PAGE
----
Today’s students don’t read. As a result, they have sometimes hilarious notions of how the written language represents what they hear.
Is it true that college students today are unprepared and unmotivated? That generalization does injustice to the numerous bright exceptions I saw in my 25 years of teaching composition to university freshmen. But in other cases the characterization is all too accurate.
A few examples include the following:
“the proper frame of mime” – a different state of mind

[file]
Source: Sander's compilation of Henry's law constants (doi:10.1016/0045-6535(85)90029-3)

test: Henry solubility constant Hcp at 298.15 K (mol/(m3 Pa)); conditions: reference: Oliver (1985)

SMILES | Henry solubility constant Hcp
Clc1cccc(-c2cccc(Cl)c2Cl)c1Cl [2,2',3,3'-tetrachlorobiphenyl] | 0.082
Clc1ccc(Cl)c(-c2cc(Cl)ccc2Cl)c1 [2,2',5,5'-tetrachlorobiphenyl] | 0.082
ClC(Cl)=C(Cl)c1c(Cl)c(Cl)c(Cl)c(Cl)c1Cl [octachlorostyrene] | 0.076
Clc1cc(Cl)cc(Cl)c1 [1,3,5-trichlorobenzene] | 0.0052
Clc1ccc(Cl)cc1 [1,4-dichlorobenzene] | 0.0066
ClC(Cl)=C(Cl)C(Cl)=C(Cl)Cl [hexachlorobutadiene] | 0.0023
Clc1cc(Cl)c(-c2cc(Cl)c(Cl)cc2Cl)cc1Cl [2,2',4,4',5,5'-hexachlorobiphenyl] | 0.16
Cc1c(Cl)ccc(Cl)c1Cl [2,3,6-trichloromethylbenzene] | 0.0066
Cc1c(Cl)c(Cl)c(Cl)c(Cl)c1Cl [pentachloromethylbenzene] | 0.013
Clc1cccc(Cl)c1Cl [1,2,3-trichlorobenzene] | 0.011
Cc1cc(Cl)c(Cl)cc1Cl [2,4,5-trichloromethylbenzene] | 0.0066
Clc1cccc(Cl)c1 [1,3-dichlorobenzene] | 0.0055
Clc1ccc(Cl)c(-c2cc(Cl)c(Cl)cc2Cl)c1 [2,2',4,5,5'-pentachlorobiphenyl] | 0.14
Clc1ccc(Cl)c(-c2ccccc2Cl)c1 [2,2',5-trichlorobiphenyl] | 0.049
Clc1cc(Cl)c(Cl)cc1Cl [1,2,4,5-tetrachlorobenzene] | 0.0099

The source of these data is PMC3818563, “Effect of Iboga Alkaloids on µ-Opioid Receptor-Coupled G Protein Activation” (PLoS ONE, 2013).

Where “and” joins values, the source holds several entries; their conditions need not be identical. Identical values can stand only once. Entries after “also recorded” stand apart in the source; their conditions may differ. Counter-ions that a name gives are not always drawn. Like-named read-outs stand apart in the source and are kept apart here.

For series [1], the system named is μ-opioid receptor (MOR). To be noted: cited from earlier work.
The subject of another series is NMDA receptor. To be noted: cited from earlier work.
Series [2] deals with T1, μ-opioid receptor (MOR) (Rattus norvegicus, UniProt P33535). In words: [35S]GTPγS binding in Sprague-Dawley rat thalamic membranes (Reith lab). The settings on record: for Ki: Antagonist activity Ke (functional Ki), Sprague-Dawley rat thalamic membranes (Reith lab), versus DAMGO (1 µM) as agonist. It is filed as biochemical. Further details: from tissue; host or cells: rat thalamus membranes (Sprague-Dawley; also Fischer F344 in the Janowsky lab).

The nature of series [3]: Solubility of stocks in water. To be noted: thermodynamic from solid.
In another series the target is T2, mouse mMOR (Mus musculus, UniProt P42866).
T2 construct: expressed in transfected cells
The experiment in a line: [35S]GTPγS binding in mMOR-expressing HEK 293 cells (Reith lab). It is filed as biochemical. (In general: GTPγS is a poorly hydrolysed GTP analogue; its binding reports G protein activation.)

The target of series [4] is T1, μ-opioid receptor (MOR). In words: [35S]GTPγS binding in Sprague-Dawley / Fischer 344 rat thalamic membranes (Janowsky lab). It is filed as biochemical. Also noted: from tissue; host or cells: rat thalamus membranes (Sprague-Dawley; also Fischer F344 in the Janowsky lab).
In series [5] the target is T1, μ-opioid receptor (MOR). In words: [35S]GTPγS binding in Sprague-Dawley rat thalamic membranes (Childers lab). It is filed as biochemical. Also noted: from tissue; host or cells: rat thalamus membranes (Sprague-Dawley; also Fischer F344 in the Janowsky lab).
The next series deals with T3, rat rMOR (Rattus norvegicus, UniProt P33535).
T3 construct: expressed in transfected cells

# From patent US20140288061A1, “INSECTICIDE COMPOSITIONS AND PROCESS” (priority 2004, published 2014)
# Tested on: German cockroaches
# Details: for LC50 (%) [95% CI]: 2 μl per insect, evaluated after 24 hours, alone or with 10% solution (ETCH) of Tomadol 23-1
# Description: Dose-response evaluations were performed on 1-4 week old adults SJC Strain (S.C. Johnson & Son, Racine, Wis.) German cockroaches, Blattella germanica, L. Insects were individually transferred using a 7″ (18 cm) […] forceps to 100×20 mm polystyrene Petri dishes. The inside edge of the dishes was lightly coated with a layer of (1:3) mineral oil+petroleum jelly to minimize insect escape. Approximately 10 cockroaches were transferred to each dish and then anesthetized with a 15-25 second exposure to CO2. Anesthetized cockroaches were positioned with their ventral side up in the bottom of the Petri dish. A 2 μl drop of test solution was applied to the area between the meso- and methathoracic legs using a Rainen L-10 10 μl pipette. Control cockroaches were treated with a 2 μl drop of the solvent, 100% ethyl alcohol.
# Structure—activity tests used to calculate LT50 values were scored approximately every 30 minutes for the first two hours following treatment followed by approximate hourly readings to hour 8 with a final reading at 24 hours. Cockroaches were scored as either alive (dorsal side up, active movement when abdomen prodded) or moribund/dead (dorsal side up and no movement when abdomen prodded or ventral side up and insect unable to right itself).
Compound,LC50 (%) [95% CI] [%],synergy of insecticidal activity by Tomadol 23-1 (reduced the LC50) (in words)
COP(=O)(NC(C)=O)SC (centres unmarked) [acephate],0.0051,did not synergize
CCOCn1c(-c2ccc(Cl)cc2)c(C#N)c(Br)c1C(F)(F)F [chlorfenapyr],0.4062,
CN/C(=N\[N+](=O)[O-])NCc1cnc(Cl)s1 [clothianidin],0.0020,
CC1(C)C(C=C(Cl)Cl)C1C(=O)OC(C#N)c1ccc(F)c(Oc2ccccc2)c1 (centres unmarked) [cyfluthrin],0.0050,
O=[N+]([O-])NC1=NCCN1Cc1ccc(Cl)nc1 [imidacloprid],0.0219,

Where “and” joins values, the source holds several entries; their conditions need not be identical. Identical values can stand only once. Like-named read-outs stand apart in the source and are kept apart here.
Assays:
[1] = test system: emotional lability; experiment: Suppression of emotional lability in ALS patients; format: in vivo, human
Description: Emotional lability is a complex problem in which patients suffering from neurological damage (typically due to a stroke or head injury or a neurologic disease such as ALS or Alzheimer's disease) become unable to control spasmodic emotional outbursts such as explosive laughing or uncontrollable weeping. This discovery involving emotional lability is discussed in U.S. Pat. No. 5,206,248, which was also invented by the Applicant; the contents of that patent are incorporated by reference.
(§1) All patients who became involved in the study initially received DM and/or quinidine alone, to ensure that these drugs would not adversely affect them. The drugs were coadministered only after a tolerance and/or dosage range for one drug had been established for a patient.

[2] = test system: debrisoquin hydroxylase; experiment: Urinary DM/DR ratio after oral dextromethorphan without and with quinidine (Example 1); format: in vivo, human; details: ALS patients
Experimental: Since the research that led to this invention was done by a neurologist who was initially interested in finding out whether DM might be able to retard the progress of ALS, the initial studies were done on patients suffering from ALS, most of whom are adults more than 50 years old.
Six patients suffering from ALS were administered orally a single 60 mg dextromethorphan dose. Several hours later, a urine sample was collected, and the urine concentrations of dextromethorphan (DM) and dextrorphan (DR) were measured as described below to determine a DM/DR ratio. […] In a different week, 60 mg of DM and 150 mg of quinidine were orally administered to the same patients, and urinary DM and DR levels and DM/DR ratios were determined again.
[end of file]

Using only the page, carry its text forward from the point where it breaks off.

“mister meaner” or “misdeminor” – a new type of criminal charge
“toilet trees” – those things that clutter up a bathroom
“two scents worth” – some really cheap perfume
To their credit, students are often frank when it comes to admitting their shortcomings and attitude problems. Like the guy who owned up to doing “halfhazard work.” Or the one who admitted that he wasn’t smart enough to go to an “Ivory League school.” Another lamented not being astute enough to follow the lecture on “Taco Bell’s Canon” in music-appreciation class.
The author concludes, it’s not uncommon to hear students remark on how much they look forward to being done with English.
Who knows what language they’ll use then?the original article from The Wall Street Journal, written by James E. Courtier